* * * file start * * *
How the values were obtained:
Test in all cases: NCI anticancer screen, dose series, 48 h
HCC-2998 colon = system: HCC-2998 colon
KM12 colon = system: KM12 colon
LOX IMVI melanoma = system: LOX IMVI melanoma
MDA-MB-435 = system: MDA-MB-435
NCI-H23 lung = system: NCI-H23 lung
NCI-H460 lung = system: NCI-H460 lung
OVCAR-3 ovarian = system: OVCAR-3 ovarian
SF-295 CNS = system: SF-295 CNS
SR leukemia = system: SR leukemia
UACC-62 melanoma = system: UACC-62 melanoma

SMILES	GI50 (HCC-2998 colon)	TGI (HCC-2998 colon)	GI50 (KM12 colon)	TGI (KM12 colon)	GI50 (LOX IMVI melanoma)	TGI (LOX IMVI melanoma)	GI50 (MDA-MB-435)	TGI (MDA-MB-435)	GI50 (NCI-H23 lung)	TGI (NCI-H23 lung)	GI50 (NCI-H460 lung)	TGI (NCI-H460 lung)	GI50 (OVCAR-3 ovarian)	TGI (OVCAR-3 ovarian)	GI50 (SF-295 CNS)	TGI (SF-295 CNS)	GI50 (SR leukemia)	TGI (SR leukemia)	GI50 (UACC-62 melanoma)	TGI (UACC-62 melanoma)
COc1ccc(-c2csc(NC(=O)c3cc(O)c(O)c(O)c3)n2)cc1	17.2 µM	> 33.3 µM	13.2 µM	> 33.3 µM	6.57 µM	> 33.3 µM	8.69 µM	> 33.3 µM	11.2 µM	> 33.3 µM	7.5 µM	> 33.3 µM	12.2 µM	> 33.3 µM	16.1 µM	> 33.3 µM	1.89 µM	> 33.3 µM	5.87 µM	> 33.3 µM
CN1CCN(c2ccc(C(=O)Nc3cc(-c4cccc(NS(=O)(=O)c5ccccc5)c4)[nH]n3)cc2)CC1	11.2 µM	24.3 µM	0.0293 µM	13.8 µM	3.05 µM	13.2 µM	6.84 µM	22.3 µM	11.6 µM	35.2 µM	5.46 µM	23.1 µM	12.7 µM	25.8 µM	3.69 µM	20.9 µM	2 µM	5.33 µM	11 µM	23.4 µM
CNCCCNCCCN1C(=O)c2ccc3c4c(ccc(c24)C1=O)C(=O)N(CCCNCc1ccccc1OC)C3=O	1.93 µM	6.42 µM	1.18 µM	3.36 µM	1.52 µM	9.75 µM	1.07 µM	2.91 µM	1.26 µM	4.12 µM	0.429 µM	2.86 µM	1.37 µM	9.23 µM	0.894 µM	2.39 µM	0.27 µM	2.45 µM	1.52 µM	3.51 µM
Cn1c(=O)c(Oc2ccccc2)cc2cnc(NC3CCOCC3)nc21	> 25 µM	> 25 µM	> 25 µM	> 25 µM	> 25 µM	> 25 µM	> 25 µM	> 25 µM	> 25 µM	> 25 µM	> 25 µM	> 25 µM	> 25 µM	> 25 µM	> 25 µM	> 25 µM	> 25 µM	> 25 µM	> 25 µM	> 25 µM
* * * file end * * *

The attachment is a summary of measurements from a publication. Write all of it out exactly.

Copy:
How the values were obtained:
Test in all cases: NCI anticancer screen, dose series, 48 h
HCC-2998 colon = system: HCC-2998 colon
KM12 colon = system: KM12 colon
LOX IMVI melanoma = system: LOX IMVI melanoma
MDA-MB-435 = system: MDA-MB-435
NCI-H23 lung = system: NCI-H23 lung
NCI-H460 lung = system: NCI-H460 lung
OVCAR-3 ovarian = system: OVCAR-3 ovarian
SF-295 CNS = system: SF-295 CNS
SR leukemia = system: SR leukemia
UACC-62 melanoma = system: UACC-62 melanoma

SMILES	GI50 (HCC-2998 colon)	TGI (HCC-2998 colon)	GI50 (KM12 colon)	TGI (KM12 colon)	GI50 (LOX IMVI melanoma)	TGI (LOX IMVI melanoma)	GI50 (MDA-MB-435)	TGI (MDA-MB-435)	GI50 (NCI-H23 lung)	TGI (NCI-H23 lung)	GI50 (NCI-H460 lung)	TGI (NCI-H460 lung)	GI50 (OVCAR-3 ovarian)	TGI (OVCAR-3 ovarian)	GI50 (SF-295 CNS)	TGI (SF-295 CNS)	GI50 (SR leukemia)	TGI (SR leukemia)	GI50 (UACC-62 melanoma)	TGI (UACC-62 melanoma)
COc1ccc(-c2csc(NC(=O)c3cc(O)c(O)c(O)c3)n2)cc1	17.2 µM	> 33.3 µM	13.2 µM	> 33.3 µM	6.57 µM	> 33.3 µM	8.69 µM	> 33.3 µM	11.2 µM	> 33.3 µM	7.5 µM	> 33.3 µM	12.2 µM	> 33.3 µM	16.1 µM	> 33.3 µM	1.89 µM	> 33.3 µM	5.87 µM	> 33.3 µM
CN1CCN(c2ccc(C(=O)Nc3cc(-c4cccc(NS(=O)(=O)c5ccccc5)c4)[nH]n3)cc2)CC1	11.2 µM	24.3 µM	0.0293 µM	13.8 µM	3.05 µM	13.2 µM	6.84 µM	22.3 µM	11.6 µM	35.2 µM	5.46 µM	23.1 µM	12.7 µM	25.8 µM	3.69 µM	20.9 µM	2 µM	5.33 µM	11 µM	23.4 µM
CNCCCNCCCN1C(=O)c2ccc3c4c(ccc(c24)C1=O)C(=O)N(CCCNCc1ccccc1OC)C3=O	1.93 µM	6.42 µM	1.18 µM	3.36 µM	1.52 µM	9.75 µM	1.07 µM	2.91 µM	1.26 µM	4.12 µM	0.429 µM	2.86 µM	1.37 µM	9.23 µM	0.894 µM	2.39 µM	0.27 µM	2.45 µM	1.52 µM	3.51 µM
Cn1c(=O)c(Oc2ccccc2)cc2cnc(NC3CCOCC3)nc21	> 25 µM	> 25 µM	> 25 µM	> 25 µM	> 25 µM	> 25 µM	> 25 µM	> 25 µM	> 25 µM	> 25 µM	> 25 µM	> 25 µM	> 25 µM	> 25 µM	> 25 µM	> 25 µM	> 25 µM	> 25 µM	> 25 µM	> 25 µM